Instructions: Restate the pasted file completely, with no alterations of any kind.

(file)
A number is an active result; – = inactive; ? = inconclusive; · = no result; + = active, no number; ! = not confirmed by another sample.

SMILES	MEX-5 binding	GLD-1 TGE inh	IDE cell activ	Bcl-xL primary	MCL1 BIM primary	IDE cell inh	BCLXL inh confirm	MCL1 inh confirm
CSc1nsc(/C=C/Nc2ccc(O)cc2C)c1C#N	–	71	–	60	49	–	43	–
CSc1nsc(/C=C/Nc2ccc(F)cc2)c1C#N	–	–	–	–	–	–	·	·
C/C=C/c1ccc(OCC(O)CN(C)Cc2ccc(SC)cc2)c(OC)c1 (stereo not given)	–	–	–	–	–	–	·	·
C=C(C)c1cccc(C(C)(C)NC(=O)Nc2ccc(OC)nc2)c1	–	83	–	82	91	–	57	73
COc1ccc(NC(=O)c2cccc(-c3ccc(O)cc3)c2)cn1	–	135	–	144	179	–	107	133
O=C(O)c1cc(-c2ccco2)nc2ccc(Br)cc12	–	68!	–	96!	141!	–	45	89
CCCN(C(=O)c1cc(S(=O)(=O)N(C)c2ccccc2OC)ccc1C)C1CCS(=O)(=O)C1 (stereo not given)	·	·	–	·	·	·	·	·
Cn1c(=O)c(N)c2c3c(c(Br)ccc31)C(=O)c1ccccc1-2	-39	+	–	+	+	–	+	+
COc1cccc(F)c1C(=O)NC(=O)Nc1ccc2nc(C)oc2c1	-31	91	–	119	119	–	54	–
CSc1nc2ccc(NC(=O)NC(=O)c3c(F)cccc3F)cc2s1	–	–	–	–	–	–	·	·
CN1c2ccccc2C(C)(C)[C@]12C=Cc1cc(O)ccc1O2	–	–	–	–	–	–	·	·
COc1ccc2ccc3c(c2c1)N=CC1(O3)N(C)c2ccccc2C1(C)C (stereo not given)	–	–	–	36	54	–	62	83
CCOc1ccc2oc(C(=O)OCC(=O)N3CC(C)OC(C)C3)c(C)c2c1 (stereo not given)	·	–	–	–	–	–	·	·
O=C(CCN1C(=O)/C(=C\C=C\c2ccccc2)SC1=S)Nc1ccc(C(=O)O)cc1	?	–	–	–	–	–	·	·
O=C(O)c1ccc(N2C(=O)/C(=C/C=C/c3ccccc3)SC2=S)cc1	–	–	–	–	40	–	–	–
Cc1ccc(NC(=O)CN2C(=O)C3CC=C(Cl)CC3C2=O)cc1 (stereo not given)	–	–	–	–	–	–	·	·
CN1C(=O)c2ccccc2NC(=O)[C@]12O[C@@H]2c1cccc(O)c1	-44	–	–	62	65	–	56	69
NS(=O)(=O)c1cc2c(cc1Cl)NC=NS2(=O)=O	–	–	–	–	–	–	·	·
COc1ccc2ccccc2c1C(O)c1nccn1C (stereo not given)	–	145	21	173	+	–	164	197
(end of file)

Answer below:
A number is an active result; – = inactive; ? = inconclusive; · = no result; + = active, no number; ! = not confirmed by another sample.

SMILES	MEX-5 binding	GLD-1 TGE inh	IDE cell activ	Bcl-xL primary	MCL1 BIM primary	IDE cell inh	BCLXL inh confirm	MCL1 inh confirm
CSc1nsc(/C=C/Nc2ccc(O)cc2C)c1C#N	–	71	–	60	49	–	43	–
CSc1nsc(/C=C/Nc2ccc(F)cc2)c1C#N	–	–	–	–	–	–	·	·
C/C=C/c1ccc(OCC(O)CN(C)Cc2ccc(SC)cc2)c(OC)c1 (stereo not given)	–	–	–	–	–	–	·	·
C=C(C)c1cccc(C(C)(C)NC(=O)Nc2ccc(OC)nc2)c1	–	83	–	82	91	–	57	73
COc1ccc(NC(=O)c2cccc(-c3ccc(O)cc3)c2)cn1	–	135	–	144	179	–	107	133
O=C(O)c1cc(-c2ccco2)nc2ccc(Br)cc12	–	68!	–	96!	141!	–	45	89
CCCN(C(=O)c1cc(S(=O)(=O)N(C)c2ccccc2OC)ccc1C)C1CCS(=O)(=O)C1 (stereo not given)	·	·	–	·	·	·	·	·
Cn1c(=O)c(N)c2c3c(c(Br)ccc31)C(=O)c1ccccc1-2	-39	+	–	+	+	–	+	+
COc1cccc(F)c1C(=O)NC(=O)Nc1ccc2nc(C)oc2c1	-31	91	–	119	119	–	54	–
CSc1nc2ccc(NC(=O)NC(=O)c3c(F)cccc3F)cc2s1	–	–	–	–	–	–	·	·
CN1c2ccccc2C(C)(C)[C@]12C=Cc1cc(O)ccc1O2	–	–	–	–	–	–	·	·
COc1ccc2ccc3c(c2c1)N=CC1(O3)N(C)c2ccccc2C1(C)C (stereo not given)	–	–	–	36	54	–	62	83
CCOc1ccc2oc(C(=O)OCC(=O)N3CC(C)OC(C)C3)c(C)c2c1 (stereo not given)	·	–	–	–	–	–	·	·
O=C(CCN1C(=O)/C(=C\C=C\c2ccccc2)SC1=S)Nc1ccc(C(=O)O)cc1	?	–	–	–	–	–	·	·
O=C(O)c1ccc(N2C(=O)/C(=C/C=C/c3ccccc3)SC2=S)cc1	–	–	–	–	40	–	–	–
Cc1ccc(NC(=O)CN2C(=O)C3CC=C(Cl)CC3C2=O)cc1 (stereo not given)	–	–	–	–	–	–	·	·
CN1C(=O)c2ccccc2NC(=O)[C@]12O[C@@H]2c1cccc(O)c1	-44	–	–	62	65	–	56	69
NS(=O)(=O)c1cc2c(cc1Cl)NC=NS2(=O)=O	–	–	–	–	–	–	·	·
COc1ccc2ccccc2c1C(O)c1nccn1C (stereo not given)	–	145	21	173	+	–	164	197